Hamilton, Holman. Prologue to Conflict: The Crisis and Compromise of 1850. Lexington: University of Kentucky Press, 1964.
Holt, Michael F. The Political Crisis of the 1850s. New York: Norton, 1983.
Potter, David Morris. The Impending Crisis, 1848–1861. Edited and completed by Don E. Fehrenbacher. New York: Harper and Row, 1976.
Remini, Robert V. Henry Clay: Statesman for the Union. New York: Norton, 1991.
Arthur C.Cole/t. m.
Compromise of 1850
Compromise of 1850
The United States expanded westward at a rapid pace in the 1800s. Expansion of the country raised the question of whether slavery would be allowed in new territories and states. It was a difficult question with moral and economic issues. For free whites living in the South, slavery provided a stable economy. For whites in the North, slavery was incompatible with the economic needs, and many also believed it was immoral. The complexity of issues often meant passionate debates in Congress that threatened the union of states. Several compromises preserved the Union throughout the first half of the 1800s, but they often provided inadequate solutions. The Compromise of 1850 was one of the last great efforts in Congress to appease all sides (except the slaves, who had no representation in government). For awhile, the measures helped to avoid secession and to preserve the Union.
With the Missouri Compromise of 1820, Congress set a boundary allowing slavery in Missouri and the states below it but prohibiting slavery in areas to the north. This compromise only covered areas that had been within the Louisiana Territory, the largest portion of the Louisiana Purchase (approximately 530 million acres of land acquired from France in 1803).
By the end of the 1840s, after the Mexican-American War (1846–48), U.S. territories extended beyond the former Louisiana Territory, all the way west to the Pacific Ocean. The discovery of gold in 1849 led to a rush of people to California (see California Gold Rush ). Westward expansion revived debates over the expansion of slavery in the United States. Some southerners began to talk about seceding from the United States if slavery was not allowed to expand.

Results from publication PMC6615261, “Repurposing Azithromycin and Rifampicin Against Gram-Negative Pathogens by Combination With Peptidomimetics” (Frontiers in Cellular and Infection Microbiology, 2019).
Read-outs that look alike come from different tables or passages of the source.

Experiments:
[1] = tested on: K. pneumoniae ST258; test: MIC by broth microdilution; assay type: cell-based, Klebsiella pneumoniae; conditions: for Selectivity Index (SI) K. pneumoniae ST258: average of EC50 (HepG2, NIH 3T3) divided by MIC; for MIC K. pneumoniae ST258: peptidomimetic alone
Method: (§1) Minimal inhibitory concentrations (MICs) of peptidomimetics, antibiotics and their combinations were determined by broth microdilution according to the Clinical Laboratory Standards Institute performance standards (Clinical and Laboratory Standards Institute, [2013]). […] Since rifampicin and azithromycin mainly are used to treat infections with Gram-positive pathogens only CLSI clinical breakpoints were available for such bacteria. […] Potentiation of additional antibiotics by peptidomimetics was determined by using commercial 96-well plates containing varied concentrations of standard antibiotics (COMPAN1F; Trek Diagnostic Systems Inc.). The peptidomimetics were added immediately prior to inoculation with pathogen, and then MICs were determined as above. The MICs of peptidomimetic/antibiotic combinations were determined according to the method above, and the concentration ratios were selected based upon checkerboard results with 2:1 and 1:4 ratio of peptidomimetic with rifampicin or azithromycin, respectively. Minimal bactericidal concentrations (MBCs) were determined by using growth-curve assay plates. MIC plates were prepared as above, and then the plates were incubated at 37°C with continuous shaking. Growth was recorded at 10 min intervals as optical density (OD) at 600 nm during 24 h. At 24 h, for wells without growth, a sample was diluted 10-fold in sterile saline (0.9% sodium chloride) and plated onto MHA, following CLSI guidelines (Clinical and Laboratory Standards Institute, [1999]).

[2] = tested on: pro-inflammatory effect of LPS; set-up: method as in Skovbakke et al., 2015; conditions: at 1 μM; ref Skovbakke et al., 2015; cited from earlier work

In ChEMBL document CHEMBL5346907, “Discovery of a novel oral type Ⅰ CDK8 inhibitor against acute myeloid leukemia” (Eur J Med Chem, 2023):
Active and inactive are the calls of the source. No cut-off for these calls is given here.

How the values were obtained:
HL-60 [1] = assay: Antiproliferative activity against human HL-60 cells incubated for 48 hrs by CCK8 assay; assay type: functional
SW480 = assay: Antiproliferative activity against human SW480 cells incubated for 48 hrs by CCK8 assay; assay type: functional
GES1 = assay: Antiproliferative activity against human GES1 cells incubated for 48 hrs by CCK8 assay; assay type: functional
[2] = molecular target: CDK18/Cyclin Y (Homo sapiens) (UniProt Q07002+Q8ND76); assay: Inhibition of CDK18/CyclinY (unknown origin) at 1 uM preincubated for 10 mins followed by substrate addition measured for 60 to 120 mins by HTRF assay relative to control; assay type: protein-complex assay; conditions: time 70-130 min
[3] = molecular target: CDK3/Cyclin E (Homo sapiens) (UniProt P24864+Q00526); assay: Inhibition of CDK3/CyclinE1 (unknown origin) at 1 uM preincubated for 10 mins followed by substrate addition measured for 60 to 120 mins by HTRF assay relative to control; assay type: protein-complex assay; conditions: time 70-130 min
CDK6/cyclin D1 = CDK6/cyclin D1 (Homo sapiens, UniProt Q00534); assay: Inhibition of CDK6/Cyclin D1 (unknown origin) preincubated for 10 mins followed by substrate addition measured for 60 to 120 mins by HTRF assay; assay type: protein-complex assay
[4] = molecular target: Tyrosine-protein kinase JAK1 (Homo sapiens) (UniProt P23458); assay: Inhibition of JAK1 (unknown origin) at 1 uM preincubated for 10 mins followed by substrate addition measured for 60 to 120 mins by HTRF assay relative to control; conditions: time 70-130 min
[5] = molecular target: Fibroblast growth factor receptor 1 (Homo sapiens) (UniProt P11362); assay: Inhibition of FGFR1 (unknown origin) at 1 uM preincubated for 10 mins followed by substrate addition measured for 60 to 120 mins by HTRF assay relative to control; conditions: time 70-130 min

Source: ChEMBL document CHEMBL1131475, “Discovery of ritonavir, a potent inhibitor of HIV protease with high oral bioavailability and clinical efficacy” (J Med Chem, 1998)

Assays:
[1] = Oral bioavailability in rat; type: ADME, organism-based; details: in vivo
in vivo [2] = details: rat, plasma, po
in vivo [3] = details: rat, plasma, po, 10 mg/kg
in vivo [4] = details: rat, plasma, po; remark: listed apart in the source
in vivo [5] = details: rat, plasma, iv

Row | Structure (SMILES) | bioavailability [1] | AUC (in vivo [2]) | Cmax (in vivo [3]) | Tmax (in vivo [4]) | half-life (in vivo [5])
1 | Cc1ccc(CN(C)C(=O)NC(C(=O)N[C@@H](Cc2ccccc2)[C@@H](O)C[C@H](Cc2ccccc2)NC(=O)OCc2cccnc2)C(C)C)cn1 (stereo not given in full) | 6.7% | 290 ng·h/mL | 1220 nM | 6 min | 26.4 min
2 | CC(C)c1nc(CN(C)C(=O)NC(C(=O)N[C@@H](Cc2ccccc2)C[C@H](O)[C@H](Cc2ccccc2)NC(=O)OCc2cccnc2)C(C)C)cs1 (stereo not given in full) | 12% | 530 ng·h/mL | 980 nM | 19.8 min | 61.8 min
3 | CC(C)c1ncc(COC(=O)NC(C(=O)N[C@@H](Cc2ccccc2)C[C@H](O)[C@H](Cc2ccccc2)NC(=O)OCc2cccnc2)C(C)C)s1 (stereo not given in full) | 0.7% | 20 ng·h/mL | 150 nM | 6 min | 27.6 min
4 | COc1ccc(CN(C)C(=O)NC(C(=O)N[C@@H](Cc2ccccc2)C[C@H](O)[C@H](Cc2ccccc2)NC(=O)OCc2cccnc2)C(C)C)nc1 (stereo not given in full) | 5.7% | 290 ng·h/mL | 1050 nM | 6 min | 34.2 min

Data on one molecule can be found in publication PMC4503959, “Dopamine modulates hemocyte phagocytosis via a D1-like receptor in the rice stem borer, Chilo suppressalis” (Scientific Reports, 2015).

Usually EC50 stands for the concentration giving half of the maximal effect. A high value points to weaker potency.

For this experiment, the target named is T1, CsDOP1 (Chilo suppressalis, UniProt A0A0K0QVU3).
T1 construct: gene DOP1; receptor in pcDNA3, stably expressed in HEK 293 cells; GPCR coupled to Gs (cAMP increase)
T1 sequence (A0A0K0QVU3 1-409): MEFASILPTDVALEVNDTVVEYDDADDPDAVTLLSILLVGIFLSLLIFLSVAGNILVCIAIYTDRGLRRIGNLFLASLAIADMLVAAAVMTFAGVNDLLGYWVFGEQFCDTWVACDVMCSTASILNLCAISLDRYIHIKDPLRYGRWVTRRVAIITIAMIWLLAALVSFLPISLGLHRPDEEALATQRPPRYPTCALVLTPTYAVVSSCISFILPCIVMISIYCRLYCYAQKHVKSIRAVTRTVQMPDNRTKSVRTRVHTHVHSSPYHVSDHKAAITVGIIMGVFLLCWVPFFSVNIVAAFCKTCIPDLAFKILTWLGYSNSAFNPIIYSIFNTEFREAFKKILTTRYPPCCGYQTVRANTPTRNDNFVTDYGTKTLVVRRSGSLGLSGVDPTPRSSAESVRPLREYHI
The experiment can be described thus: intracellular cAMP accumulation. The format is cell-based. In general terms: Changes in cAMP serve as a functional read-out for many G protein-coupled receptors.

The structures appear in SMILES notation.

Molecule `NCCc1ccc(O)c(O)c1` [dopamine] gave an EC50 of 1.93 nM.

Many in Congress believed compromise on the expansion of slavery was impossible. U.S. senator Henry Clay (1777–1852) of Kentucky , however, made the first concrete proposal for compromise in January 1850. Originally hoping to present five separate bills, he organized them all into one, the Omnibus Bill, to avoid vetoes by U.S. president Zachary Taylor (1784–1850; served 1849–50).
Stipulations of the Omnibus Bill proposed to admit California as a free state and to reduce the boundaries of the slavery state of Texas . New Mexico would compensate Texas for land it would gain in the boundary adjustment. The territories of Utah and New Mexico would have no restrictions on slavery. The Omnibus Bill provided a stricter fugitive slave law for the return of runaway slaves, and it would abolish the slave trade in Washington, D.C. Debate surrounding the bill was dramatic and passionate. The bill proved to be too controversial, and it failed to pass.
U.S. senator Stephen A. Douglas (1813–1861) of Illinois took charge of the measure in the summer of 1850. Douglas had been working hard to reduce division among the politicians on other legislative measures. Choosing to break up the Omnibus Bill into five modified bills, Douglas presented the proposals to Congress again in September. The success of the various measures depended on different interest groups, and all eventually passed. Called the Compromise of 1850, the legislation temporarily quieted talk of secession. Abolitionists continued to advocate ending slavery everywhere, and the issue would erupt again in the American Civil War (1861–65).